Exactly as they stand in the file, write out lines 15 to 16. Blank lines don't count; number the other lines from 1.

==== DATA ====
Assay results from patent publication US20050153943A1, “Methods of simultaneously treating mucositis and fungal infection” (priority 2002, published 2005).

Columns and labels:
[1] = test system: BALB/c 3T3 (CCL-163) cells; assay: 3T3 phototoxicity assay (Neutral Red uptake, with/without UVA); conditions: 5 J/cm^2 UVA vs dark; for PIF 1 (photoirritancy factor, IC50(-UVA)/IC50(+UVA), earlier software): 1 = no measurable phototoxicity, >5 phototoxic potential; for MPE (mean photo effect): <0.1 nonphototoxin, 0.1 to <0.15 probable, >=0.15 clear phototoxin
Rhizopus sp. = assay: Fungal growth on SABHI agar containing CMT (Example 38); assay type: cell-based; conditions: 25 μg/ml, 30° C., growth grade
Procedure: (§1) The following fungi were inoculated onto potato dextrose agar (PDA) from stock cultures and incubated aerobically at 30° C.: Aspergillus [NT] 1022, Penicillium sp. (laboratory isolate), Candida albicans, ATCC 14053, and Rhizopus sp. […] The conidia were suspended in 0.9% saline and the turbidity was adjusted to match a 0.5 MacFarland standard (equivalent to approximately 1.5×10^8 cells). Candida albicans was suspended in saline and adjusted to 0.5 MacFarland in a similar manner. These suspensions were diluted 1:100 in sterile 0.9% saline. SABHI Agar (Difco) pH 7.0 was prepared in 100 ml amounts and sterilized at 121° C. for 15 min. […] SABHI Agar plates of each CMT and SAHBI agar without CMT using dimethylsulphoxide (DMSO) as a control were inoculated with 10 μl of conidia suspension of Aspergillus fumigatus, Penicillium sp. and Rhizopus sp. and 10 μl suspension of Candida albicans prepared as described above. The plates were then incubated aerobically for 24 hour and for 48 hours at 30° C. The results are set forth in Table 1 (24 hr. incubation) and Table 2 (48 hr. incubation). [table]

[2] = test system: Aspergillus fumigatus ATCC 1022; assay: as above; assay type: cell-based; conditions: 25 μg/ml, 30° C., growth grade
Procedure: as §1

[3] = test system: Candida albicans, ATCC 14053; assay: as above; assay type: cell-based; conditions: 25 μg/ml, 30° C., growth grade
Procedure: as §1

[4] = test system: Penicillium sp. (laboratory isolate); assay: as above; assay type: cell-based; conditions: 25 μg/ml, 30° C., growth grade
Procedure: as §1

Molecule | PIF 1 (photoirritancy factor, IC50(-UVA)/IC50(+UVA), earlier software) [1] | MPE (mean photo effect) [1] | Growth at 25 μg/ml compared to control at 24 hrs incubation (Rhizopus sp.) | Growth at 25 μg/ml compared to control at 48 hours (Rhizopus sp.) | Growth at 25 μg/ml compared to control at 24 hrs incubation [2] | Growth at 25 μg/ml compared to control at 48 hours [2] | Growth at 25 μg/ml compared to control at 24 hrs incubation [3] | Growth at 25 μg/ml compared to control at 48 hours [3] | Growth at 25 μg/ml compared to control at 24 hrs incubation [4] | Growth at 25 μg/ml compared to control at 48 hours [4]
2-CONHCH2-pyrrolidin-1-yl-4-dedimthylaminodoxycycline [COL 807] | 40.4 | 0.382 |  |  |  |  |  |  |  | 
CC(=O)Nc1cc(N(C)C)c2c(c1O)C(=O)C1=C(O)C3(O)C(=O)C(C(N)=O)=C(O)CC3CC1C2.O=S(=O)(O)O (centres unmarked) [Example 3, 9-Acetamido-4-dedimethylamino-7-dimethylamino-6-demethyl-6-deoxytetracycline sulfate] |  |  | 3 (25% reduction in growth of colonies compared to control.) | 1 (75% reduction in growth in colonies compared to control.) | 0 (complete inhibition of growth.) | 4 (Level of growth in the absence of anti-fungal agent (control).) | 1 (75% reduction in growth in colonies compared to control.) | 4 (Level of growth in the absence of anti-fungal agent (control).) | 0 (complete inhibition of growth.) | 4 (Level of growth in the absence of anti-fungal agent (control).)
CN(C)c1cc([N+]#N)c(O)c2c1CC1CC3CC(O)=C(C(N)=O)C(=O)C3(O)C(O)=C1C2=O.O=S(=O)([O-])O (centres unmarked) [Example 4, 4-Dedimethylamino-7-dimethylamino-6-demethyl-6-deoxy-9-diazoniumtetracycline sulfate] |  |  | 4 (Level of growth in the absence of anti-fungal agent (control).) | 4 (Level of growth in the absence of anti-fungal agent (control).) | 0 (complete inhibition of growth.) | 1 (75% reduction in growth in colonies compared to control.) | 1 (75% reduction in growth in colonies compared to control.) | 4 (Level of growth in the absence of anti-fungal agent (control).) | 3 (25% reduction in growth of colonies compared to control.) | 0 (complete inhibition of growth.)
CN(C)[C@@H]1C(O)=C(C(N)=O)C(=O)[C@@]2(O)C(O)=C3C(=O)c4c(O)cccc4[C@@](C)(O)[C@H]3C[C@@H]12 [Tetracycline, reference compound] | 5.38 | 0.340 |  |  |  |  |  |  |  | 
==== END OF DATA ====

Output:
CN(C)c1cc([N+]#N)c(O)c2c1CC1CC3CC(O)=C(C(N)=O)C(=O)C3(O)C(O)=C1C2=O.O=S(=O)([O-])O (centres unmarked) [Example 4, 4-Dedimethylamino-7-dimethylamino-6-demethyl-6-deoxy-9-diazoniumtetracycline sulfate] |  |  | 4 (Level of growth in the absence of anti-fungal agent (control).) | 4 (Level of growth in the absence of anti-fungal agent (control).) | 0 (complete inhibition of growth.) | 1 (75% reduction in growth in colonies compared to control.) | 1 (75% reduction in growth in colonies compared to control.) | 4 (Level of growth in the absence of anti-fungal agent (control).) | 3 (25% reduction in growth of colonies compared to control.) | 0 (complete inhibition of growth.)
CN(C)[C@@H]1C(O)=C(C(N)=O)C(=O)[C@@]2(O)C(O)=C3C(=O)c4c(O)cccc4[C@@](C)(O)[C@H]3C[C@@H]12 [Tetracycline, reference compound] | 5.38 | 0.340 |  |  |  |  |  |  |  | 